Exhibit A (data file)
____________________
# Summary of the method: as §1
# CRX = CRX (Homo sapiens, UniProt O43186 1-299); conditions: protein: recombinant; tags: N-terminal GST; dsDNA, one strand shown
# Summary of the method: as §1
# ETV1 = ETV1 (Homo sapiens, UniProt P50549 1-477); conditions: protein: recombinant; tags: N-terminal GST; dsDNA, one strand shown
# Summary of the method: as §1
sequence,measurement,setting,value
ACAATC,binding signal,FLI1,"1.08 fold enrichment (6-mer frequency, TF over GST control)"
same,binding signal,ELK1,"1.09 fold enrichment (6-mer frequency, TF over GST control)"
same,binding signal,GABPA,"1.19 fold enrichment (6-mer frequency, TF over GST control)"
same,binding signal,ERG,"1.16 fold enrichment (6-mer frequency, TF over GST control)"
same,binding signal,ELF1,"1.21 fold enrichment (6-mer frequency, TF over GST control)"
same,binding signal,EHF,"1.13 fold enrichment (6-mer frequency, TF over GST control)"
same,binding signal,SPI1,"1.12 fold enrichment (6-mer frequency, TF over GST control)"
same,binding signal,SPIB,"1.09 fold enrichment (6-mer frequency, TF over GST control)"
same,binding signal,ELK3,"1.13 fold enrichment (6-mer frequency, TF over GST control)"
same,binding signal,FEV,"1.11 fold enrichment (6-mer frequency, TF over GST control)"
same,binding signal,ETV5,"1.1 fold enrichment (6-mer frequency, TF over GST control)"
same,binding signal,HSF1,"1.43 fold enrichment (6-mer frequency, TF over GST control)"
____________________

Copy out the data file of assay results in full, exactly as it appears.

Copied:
# Summary of the method: as §1
# CRX = CRX (Homo sapiens, UniProt O43186 1-299); conditions: protein: recombinant; tags: N-terminal GST; dsDNA, one strand shown
# Summary of the method: as §1
# ETV1 = ETV1 (Homo sapiens, UniProt P50549 1-477); conditions: protein: recombinant; tags: N-terminal GST; dsDNA, one strand shown
# Summary of the method: as §1
sequence,measurement,setting,value
ACAATC,binding signal,FLI1,"1.08 fold enrichment (6-mer frequency, TF over GST control)"
same,binding signal,ELK1,"1.09 fold enrichment (6-mer frequency, TF over GST control)"
same,binding signal,GABPA,"1.19 fold enrichment (6-mer frequency, TF over GST control)"
same,binding signal,ERG,"1.16 fold enrichment (6-mer frequency, TF over GST control)"
same,binding signal,ELF1,"1.21 fold enrichment (6-mer frequency, TF over GST control)"
same,binding signal,EHF,"1.13 fold enrichment (6-mer frequency, TF over GST control)"
same,binding signal,SPI1,"1.12 fold enrichment (6-mer frequency, TF over GST control)"
same,binding signal,SPIB,"1.09 fold enrichment (6-mer frequency, TF over GST control)"
same,binding signal,ELK3,"1.13 fold enrichment (6-mer frequency, TF over GST control)"
same,binding signal,FEV,"1.11 fold enrichment (6-mer frequency, TF over GST control)"
same,binding signal,ETV5,"1.1 fold enrichment (6-mer frequency, TF over GST control)"
same,binding signal,HSF1,"1.43 fold enrichment (6-mer frequency, TF over GST control)"